On September 28, 2017, the ALJ held a hearing on Holland's consolidated claims. Holland, who was represented by an attorney, appeared and testified. Two non-examining impartial medical experts, Drs. Chukwuemeka Efobi and Peter Schosheim, and a vocational expert, Christine Spaulding, also appeared and testified.

         II. The ALJ's Decision

         On November 15, 2017, the ALJ issued a partially favorable decision. He agreed with the finding at the initial level that Holland was disabled and entitled to benefits as of November 13, 2016. The ALJ found that Holland was not disabled prior to that date.

         The ALJ found that Holland had the residual functional capacity to perform

light work as defined in 20 CFR 404.1567(b) and 416.967(b), except she is able to lift/carry up to 20 pounds occasionally and 10 pounds frequently when using both arms, but less than 10 pounds when using her right arm alone; and sitting, standing and walking for up to 6 hours each in an 8-hour workday. She is able to frequently balance, stoop, kneel, crouch and climb ramps and stairs, with no crawling and climbing ladders, ropes and scaffolds. She must avoid any overhead reaching with her right upper extremity, and may occasionally reach forward and perform lateral reaching with her right upper extremity. She may occasionally finger, handle and feel with her right hand. She must avoid hazards such as unprotected heights and dangerous machinery, and avoid vibrations. She is able to maintain attention and concentration for two-hour increments throughout an eight-hour workday for work requiring simple and short instructions and familiar tasks.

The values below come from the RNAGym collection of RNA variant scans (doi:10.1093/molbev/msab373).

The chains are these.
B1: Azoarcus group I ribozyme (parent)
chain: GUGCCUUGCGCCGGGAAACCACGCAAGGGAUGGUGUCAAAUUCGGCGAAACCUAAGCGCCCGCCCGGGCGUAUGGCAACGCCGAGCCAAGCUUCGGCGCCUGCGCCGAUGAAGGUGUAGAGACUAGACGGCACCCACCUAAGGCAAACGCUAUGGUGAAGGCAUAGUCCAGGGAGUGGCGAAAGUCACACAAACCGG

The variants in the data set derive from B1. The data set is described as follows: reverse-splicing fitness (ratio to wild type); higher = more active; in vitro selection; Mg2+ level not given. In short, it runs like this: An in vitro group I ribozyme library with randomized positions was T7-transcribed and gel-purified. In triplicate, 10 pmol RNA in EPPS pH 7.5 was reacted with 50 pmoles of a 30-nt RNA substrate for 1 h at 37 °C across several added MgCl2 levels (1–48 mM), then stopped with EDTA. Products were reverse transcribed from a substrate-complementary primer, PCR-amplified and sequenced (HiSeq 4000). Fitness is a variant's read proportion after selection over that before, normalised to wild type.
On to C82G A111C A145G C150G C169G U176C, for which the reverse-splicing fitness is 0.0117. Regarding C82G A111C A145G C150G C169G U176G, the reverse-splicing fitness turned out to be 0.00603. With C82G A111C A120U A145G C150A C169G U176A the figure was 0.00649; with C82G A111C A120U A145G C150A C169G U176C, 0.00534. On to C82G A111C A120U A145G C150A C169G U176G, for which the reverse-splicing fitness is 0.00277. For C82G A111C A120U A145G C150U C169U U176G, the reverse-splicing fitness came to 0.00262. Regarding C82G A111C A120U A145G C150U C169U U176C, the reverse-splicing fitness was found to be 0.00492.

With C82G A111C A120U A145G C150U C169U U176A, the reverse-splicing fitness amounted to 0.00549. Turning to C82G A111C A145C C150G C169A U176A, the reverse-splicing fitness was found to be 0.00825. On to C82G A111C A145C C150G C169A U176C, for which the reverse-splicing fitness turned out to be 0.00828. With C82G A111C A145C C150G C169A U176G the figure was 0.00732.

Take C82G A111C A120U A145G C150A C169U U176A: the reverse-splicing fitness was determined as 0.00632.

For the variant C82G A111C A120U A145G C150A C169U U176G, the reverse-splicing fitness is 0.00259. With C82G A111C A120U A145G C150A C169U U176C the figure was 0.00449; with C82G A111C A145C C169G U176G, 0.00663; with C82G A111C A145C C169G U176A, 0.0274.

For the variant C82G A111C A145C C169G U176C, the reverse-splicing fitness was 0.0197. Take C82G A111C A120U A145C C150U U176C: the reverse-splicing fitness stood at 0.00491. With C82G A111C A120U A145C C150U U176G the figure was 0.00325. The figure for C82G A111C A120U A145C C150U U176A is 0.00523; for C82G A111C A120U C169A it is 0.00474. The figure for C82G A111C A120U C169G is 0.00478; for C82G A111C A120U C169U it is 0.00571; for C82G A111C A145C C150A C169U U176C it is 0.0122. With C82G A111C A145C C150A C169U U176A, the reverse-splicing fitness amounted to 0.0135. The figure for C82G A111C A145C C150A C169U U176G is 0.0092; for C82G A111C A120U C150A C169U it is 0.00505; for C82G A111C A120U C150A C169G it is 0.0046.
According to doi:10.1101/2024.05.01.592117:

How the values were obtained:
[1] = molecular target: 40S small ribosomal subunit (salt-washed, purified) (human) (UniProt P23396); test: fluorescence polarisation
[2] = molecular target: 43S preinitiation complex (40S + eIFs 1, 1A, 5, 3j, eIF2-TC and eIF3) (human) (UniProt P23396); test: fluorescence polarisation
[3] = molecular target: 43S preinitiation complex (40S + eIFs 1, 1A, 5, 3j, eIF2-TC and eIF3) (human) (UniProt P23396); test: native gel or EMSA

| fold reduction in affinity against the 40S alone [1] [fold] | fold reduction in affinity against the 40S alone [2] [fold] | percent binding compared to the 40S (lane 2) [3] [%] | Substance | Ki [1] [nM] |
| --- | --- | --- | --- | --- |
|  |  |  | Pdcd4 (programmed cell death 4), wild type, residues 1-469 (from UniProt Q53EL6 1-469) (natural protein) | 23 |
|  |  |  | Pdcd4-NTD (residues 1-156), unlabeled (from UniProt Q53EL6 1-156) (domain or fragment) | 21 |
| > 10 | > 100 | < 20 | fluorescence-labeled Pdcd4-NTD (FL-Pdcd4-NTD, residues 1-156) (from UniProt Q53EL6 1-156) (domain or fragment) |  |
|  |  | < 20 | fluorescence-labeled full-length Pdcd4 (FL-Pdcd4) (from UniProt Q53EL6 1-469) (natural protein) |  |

Admin. Rec. at 618. In assessing Holland's RFC, the ALJ considered Holland's testimony as to her activities of daily living and symptoms, as well as her medical ...